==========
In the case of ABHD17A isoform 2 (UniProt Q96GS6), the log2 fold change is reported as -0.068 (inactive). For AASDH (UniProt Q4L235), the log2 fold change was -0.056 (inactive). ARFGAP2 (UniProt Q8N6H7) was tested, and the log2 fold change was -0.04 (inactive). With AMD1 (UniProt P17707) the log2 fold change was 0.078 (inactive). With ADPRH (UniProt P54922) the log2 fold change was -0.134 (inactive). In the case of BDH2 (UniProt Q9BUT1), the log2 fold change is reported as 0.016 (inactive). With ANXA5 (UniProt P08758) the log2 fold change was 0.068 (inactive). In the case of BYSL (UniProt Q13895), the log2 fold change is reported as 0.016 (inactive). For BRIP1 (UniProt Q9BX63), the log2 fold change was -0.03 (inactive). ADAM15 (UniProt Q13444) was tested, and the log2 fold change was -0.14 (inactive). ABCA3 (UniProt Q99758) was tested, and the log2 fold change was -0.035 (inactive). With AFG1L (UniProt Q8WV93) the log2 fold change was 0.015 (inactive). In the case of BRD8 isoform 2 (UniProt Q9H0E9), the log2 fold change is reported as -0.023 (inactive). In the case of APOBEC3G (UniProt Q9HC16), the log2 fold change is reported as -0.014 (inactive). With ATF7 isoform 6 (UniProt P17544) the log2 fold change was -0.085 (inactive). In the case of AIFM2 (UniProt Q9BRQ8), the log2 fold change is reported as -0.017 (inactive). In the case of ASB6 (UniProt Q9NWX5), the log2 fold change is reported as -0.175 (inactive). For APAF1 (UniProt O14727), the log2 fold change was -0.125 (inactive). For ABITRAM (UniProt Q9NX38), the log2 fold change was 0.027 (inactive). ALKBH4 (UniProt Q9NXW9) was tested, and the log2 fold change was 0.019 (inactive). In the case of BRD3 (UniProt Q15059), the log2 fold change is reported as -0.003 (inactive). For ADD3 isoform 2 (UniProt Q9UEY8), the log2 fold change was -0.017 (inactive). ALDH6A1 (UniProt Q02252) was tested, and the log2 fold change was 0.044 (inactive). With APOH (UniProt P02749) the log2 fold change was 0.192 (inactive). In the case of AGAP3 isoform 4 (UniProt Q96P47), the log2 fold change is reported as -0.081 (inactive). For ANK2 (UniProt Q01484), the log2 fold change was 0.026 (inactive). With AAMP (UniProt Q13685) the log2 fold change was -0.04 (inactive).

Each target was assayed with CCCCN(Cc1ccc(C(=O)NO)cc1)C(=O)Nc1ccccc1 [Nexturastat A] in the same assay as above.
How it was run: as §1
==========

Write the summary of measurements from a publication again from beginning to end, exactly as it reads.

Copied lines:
In the case of ABHD17A isoform 2 (UniProt Q96GS6), the log2 fold change is reported as -0.068 (inactive). For AASDH (UniProt Q4L235), the log2 fold change was -0.056 (inactive). ARFGAP2 (UniProt Q8N6H7) was tested, and the log2 fold change was -0.04 (inactive). With AMD1 (UniProt P17707) the log2 fold change was 0.078 (inactive). With ADPRH (UniProt P54922) the log2 fold change was -0.134 (inactive). In the case of BDH2 (UniProt Q9BUT1), the log2 fold change is reported as 0.016 (inactive). With ANXA5 (UniProt P08758) the log2 fold change was 0.068 (inactive). In the case of BYSL (UniProt Q13895), the log2 fold change is reported as 0.016 (inactive). For BRIP1 (UniProt Q9BX63), the log2 fold change was -0.03 (inactive). ADAM15 (UniProt Q13444) was tested, and the log2 fold change was -0.14 (inactive). ABCA3 (UniProt Q99758) was tested, and the log2 fold change was -0.035 (inactive). With AFG1L (UniProt Q8WV93) the log2 fold change was 0.015 (inactive). In the case of BRD8 isoform 2 (UniProt Q9H0E9), the log2 fold change is reported as -0.023 (inactive). In the case of APOBEC3G (UniProt Q9HC16), the log2 fold change is reported as -0.014 (inactive). With ATF7 isoform 6 (UniProt P17544) the log2 fold change was -0.085 (inactive). In the case of AIFM2 (UniProt Q9BRQ8), the log2 fold change is reported as -0.017 (inactive). In the case of ASB6 (UniProt Q9NWX5), the log2 fold change is reported as -0.175 (inactive). For APAF1 (UniProt O14727), the log2 fold change was -0.125 (inactive). For ABITRAM (UniProt Q9NX38), the log2 fold change was 0.027 (inactive). ALKBH4 (UniProt Q9NXW9) was tested, and the log2 fold change was 0.019 (inactive). In the case of BRD3 (UniProt Q15059), the log2 fold change is reported as -0.003 (inactive). For ADD3 isoform 2 (UniProt Q9UEY8), the log2 fold change was -0.017 (inactive). ALDH6A1 (UniProt Q02252) was tested, and the log2 fold change was 0.044 (inactive). With APOH (UniProt P02749) the log2 fold change was 0.192 (inactive). In the case of AGAP3 isoform 4 (UniProt Q96P47), the log2 fold change is reported as -0.081 (inactive). For ANK2 (UniProt Q01484), the log2 fold change was 0.026 (inactive). With AAMP (UniProt Q13685) the log2 fold change was -0.04 (inactive).

Each target was assayed with CCCCN(Cc1ccc(C(=O)NO)cc1)C(=O)Nc1ccccc1 [Nexturastat A] in the same assay as above.
How it was run: as §1